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Is your property commingled with the property of a divorcing couple? You may want to protect your property by becoming a party to the case.

divorce lawyer, divorce attorney, attorney divorce, lawyer divorce, business owner, protect assets, professional practice, medical practice, doctor, lawyer, partnerA recent Ohio Ninth District Court of Appeals decision, Deitz v. Deitz, shows how things can go very wrong when your property is in some way combined with the property of a couple who is getting a divorce.  If that is happening to you, the question then becomes, how much do you trust the party you are aligned with to prove that the property is not marital property, but is in fact (at least partially) yours?

In Ohio, divorce courts presume that all property is marital, unless one of the parties prove that the property is separate property, or the property of neither the Plaintiff nor the Defendant.

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family law attorney, family lawyer, family law attorneys, family lawyers, property division, divorce, family divorce lawyer, divorce attorneys, divorce firmIn the Deitz case, Husband was living with his mother and brother during the divorce.  At trial, Wife introduced an exhibit which was a list of cars, trailers, parts and tools that she asked to have classified as marital property and sold at auction.  Wife testified that she hoped to have the proceeds of the auction applied to Husband’s child support arrearages.  At trial, the Wife, the Husband, and Husband’s mother all testified regarding specific items of property that Wife asked to be classified as marital property.

The Magistrate’s decision ordered that most of the property listed on the exhibit were presumed to be marital property because husband had failed to properly trace the items as his separate property.  The Magistrate’s decision ordered the items to be sold at auction.  The Judge adopted the Magistrate’s decision the same day.

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The Husband objected to the Magistrate’s decision stating that “some of the property listed appears to be the property of third parties.”  Shortly afterwards, the husband’s brother and mother filed motions for joinder under Ohio’s Civil Rule 75(B)(1).  The court denied the motions for joinder saying they were “too little, too late”.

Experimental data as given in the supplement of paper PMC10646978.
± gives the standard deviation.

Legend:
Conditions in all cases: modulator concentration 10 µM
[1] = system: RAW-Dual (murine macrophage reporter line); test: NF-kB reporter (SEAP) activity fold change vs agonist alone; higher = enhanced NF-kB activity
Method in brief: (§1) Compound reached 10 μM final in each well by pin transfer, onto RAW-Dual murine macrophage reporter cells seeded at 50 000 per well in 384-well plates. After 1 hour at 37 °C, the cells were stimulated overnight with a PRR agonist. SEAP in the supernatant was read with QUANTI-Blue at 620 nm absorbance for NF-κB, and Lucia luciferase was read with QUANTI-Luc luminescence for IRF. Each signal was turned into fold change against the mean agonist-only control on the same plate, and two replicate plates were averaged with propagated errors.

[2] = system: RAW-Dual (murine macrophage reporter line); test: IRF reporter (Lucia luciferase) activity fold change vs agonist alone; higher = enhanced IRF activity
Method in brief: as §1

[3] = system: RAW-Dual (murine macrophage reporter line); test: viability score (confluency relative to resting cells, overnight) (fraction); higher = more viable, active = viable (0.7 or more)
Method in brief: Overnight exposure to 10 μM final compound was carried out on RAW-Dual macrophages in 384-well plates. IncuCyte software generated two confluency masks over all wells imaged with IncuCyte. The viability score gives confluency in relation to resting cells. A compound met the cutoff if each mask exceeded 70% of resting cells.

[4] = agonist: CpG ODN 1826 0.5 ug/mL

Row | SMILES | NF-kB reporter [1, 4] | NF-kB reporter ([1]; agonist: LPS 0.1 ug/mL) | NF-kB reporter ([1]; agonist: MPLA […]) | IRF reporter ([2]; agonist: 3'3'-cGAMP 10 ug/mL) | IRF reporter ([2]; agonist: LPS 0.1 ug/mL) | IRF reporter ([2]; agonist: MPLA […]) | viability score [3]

Civil Rule 75(B) allows persons claiming an interest in property out of which a party seeks a division of marital property, a distributive award, or an award of spousal support to be made a party defendant to the case, at the discretion of the trial court.   The trial court has to believe that the person’s interest in property needs to be protected within the divorce action.

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Likewise, Civil Rule 75(B) allows the Plaintiff or Defendant (a party) to a divorce case to join a person as a party to a case, even against their will, if it is necessary for the court to protect property from which the Plaintiff or Defendant are seeking a division of marital property, a distributive award, or an award of spousal support.  This can be very important when one of the parties is trying to hide assets outside of the court’s reach.

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divorce, protect property, protect assets, keep property, divorce lawyer, help, divorce attorney, divorce firms, how toThe court of appeals stated that the term “interest” as used in Civil Rule 75(B)(1) means lien or ownership, legal or equitable.  The court said that the parties seeking to join in the divorce bore the burden of sufficiently detailing their respective property interests and the basis for their claim of ownership.  Because they had not done so, the Court of Appeals concluded that the trial court did not abuse its discretion by denying their motions to be joined as a party.

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What is to be learned here is that if you have property that is joined, shared or collective in any way with the property of a couple who is being divorced, it is up to you to make sure your property is protected, early on, and with specificity.

Business partners often assume that their interests are protected, however, in reality, they are relying on their friend, partner or family member to do adequate tracing at a time when they are financially and emotionally stressed.  It may be advantageous to be asked to be joined to the case yourself if you have proof to present that the property is not marital property.

CALL NOW  at (614) 225-9316

DISSOLUTION LAWYER, OHIO DISSOLUTION ATTORNEY, COLUMBUS OHIO DISSOLUTION ATTORNEY, COLUMBUS OHIO DISSOLUTION LAWYER, COLUMBUS DISSOLUTION LAWYERNeed some help? We would be happy to schedule a consultation with you.  Please give us a call, and one of our Columbus Ohio Dissolution Lawyers will meet with you to discuss your case.

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Virginia Cornwell is an Ohio State Bar Association Certified Family Relations Specialist.

DISCLAIMER – Read it, it’s important!

 

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